At Scissett Middle School bullying is unacceptable FULL STOP!. We therefore do all we can to prevent it, by developing a school ethos in which bullying is not tolerated under any circumstances. Any reported incidents of bullying, where an individual or group have purposefully and/or repeatedly set out to harm or intimidate someone else will be dealt with in line with school policy, with serious consequences in place for perpetrators.


What is bullying?

Bullying is when an individual or group deliberately hurts another or makes them feel unhappy. Bullying behaviour will be repeated over a period of time and is difficult for the victim to defend against. Bullying may be racist, sexist, or homophobic. People can be bullied for any reason; because of the way they look, because of their religion, their age, because of a learning or physical disability for example.

Bullying is a blight on the lives of our children which inhibits full participation in education and learning, cultural, social and leisure activities. Whatever the reason, bullying is never acceptable and will not be tolerated in our school community.

Bullying can take many forms, but three main types are:

  • Direct - Physical– hitting, kicking, spitting, demanding money or belongings.
  • Direct - Verbal– name calling, insults making racist, sexist, homophobic or offensive remarks.
  • Indirect– excluding or ‘blanking’, spreading gossip, damaging property.
  • Online -  offensive or abusive emails, text messages or posts on social media platforms.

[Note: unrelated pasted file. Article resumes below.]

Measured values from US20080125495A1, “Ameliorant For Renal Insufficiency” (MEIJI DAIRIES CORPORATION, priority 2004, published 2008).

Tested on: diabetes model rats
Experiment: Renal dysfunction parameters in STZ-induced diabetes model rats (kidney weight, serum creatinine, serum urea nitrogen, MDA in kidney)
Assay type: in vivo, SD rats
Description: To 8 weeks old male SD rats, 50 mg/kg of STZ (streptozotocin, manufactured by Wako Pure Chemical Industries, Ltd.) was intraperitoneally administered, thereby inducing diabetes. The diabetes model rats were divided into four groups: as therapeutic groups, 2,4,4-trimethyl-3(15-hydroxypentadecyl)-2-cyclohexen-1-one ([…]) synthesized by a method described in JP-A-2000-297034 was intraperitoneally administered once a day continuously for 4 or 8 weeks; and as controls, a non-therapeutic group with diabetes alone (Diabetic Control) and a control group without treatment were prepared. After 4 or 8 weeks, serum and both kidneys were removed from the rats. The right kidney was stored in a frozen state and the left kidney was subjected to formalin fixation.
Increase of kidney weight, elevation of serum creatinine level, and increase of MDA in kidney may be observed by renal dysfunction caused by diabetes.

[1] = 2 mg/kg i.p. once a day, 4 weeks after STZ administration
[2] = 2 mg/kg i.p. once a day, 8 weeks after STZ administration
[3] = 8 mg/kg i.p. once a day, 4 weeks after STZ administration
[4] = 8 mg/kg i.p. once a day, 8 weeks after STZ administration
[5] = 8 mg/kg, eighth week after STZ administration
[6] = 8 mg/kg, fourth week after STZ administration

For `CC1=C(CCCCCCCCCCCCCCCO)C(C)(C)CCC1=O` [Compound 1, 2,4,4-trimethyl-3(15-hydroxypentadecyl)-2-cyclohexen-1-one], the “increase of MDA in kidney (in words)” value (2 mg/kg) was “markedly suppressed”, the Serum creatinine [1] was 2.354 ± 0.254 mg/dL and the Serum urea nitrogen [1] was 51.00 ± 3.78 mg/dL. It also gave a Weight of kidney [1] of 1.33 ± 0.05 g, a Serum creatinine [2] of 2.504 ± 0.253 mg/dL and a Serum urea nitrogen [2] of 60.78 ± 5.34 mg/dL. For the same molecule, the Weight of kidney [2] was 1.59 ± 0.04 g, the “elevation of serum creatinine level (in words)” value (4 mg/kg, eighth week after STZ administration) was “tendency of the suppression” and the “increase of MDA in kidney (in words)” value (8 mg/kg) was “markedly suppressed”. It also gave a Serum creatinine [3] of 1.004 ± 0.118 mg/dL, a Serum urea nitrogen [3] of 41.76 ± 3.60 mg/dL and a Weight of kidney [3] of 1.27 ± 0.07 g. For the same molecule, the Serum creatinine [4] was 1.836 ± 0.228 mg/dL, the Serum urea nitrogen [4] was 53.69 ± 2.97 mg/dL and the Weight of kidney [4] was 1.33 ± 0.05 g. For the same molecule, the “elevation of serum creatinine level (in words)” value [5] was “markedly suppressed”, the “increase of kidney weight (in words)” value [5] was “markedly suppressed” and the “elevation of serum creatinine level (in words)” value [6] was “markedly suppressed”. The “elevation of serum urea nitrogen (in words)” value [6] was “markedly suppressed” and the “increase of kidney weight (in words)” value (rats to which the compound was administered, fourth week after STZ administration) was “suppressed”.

Restorative Approach

At Scissett Middle School, we use restorative approaches to help develop a happier school where the focus is on learning not conflict. Every member of our school community should feel safe and respected and will know that when things go wrong we will do everything we can to help put it right.

Restorative approaches encourage people to think about how their behaviour has affected others. This approach helps pupils to develop respect, responsibility and truth telling.


 All our restorative conversations are built on 6 questions: 

  1. What has happened?
  2. What was I thinking at the time?
  3. How was I feeling?
  4. Who has been affected?
  5. How will I repair the harm that has been caused?
  6. How can I make sure that this won't happen again?

How do we educate the children about bullying?

Each year, we as a school take part in Anti-Bullying Week (held in the month of November). Anti-Bullying Week shines a spotlight on bullying and encourages all children, teachers and parents to take action against bullying. Over the course of Anti-Bullying Week, we hold a number of school assemblies and have a focus on ‘anti-bullying’ throughout the curriculum.

However, as a school we believe that anti- bullying is not just one week of the school year. We build learning around this issue into our PSHE curriculum and Personal Development programme and ensure the importance of this message is relayed to our pupils regularly.

If you have any concerns about bullying you should speak with your child’s form tutor in the first instance. Please contact the school office who will be able to put you in touch.


Further information:

Cyber Bullies - part of Anti-Bullying Week. A film by West Yorkshire Police & Scissett Middle School - YouTube

Anti-Bullying Alliance

Helping Children Deal with Bullying & Cyberbullying | NSPCC

BulliesOut - Anti-Bullying Training, Awareness and Support